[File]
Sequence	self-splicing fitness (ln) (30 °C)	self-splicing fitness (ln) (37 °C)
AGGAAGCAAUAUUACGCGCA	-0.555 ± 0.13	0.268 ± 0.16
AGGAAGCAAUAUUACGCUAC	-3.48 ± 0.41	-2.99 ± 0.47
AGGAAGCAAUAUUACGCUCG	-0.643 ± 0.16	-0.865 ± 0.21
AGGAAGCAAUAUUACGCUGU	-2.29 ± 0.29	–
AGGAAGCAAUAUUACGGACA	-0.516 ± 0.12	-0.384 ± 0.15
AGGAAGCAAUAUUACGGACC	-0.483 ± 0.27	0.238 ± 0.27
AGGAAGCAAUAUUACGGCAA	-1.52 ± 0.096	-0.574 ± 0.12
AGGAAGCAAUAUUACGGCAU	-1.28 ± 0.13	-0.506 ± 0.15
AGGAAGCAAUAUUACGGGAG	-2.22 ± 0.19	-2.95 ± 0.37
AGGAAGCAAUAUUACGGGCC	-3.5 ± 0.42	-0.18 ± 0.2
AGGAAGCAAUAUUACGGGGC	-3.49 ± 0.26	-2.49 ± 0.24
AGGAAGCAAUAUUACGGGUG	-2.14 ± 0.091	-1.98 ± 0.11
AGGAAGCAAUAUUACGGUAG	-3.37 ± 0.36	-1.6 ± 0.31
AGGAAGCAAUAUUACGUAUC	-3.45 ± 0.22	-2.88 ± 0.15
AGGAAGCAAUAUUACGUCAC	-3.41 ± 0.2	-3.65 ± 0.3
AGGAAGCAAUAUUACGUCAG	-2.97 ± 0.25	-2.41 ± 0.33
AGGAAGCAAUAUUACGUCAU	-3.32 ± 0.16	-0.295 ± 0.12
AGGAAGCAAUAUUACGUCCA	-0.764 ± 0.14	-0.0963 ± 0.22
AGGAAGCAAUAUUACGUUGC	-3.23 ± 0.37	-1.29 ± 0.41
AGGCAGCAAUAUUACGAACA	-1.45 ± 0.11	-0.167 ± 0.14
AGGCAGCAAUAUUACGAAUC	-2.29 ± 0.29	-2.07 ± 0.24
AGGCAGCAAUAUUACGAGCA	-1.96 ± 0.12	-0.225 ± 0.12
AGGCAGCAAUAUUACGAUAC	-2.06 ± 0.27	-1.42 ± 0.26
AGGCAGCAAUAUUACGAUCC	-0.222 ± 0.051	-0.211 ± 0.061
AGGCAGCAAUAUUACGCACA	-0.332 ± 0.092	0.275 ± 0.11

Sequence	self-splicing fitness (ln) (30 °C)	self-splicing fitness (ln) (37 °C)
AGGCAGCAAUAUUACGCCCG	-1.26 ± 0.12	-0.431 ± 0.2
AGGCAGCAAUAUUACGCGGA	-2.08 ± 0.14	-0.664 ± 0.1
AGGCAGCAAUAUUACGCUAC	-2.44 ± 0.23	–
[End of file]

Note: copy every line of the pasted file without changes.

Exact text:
Sequence	self-splicing fitness (ln) (30 °C)	self-splicing fitness (ln) (37 °C)
AGGAAGCAAUAUUACGCGCA	-0.555 ± 0.13	0.268 ± 0.16
AGGAAGCAAUAUUACGCUAC	-3.48 ± 0.41	-2.99 ± 0.47
AGGAAGCAAUAUUACGCUCG	-0.643 ± 0.16	-0.865 ± 0.21
AGGAAGCAAUAUUACGCUGU	-2.29 ± 0.29	–
AGGAAGCAAUAUUACGGACA	-0.516 ± 0.12	-0.384 ± 0.15
AGGAAGCAAUAUUACGGACC	-0.483 ± 0.27	0.238 ± 0.27
AGGAAGCAAUAUUACGGCAA	-1.52 ± 0.096	-0.574 ± 0.12
AGGAAGCAAUAUUACGGCAU	-1.28 ± 0.13	-0.506 ± 0.15
AGGAAGCAAUAUUACGGGAG	-2.22 ± 0.19	-2.95 ± 0.37
AGGAAGCAAUAUUACGGGCC	-3.5 ± 0.42	-0.18 ± 0.2
AGGAAGCAAUAUUACGGGGC	-3.49 ± 0.26	-2.49 ± 0.24
AGGAAGCAAUAUUACGGGUG	-2.14 ± 0.091	-1.98 ± 0.11
AGGAAGCAAUAUUACGGUAG	-3.37 ± 0.36	-1.6 ± 0.31
AGGAAGCAAUAUUACGUAUC	-3.45 ± 0.22	-2.88 ± 0.15
AGGAAGCAAUAUUACGUCAC	-3.41 ± 0.2	-3.65 ± 0.3
AGGAAGCAAUAUUACGUCAG	-2.97 ± 0.25	-2.41 ± 0.33
AGGAAGCAAUAUUACGUCAU	-3.32 ± 0.16	-0.295 ± 0.12
AGGAAGCAAUAUUACGUCCA	-0.764 ± 0.14	-0.0963 ± 0.22
AGGAAGCAAUAUUACGUUGC	-3.23 ± 0.37	-1.29 ± 0.41
AGGCAGCAAUAUUACGAACA	-1.45 ± 0.11	-0.167 ± 0.14
AGGCAGCAAUAUUACGAAUC	-2.29 ± 0.29	-2.07 ± 0.24
AGGCAGCAAUAUUACGAGCA	-1.96 ± 0.12	-0.225 ± 0.12
AGGCAGCAAUAUUACGAUAC	-2.06 ± 0.27	-1.42 ± 0.26
AGGCAGCAAUAUUACGAUCC	-0.222 ± 0.051	-0.211 ± 0.061
AGGCAGCAAUAUUACGCACA	-0.332 ± 0.092	0.275 ± 0.11

Sequence	self-splicing fitness (ln) (30 °C)	self-splicing fitness (ln) (37 °C)
AGGCAGCAAUAUUACGCCCG	-1.26 ± 0.12	-0.431 ± 0.2
AGGCAGCAAUAUUACGCGGA	-2.08 ± 0.14	-0.664 ± 0.1
AGGCAGCAAUAUUACGCUAC	-2.44 ± 0.23	–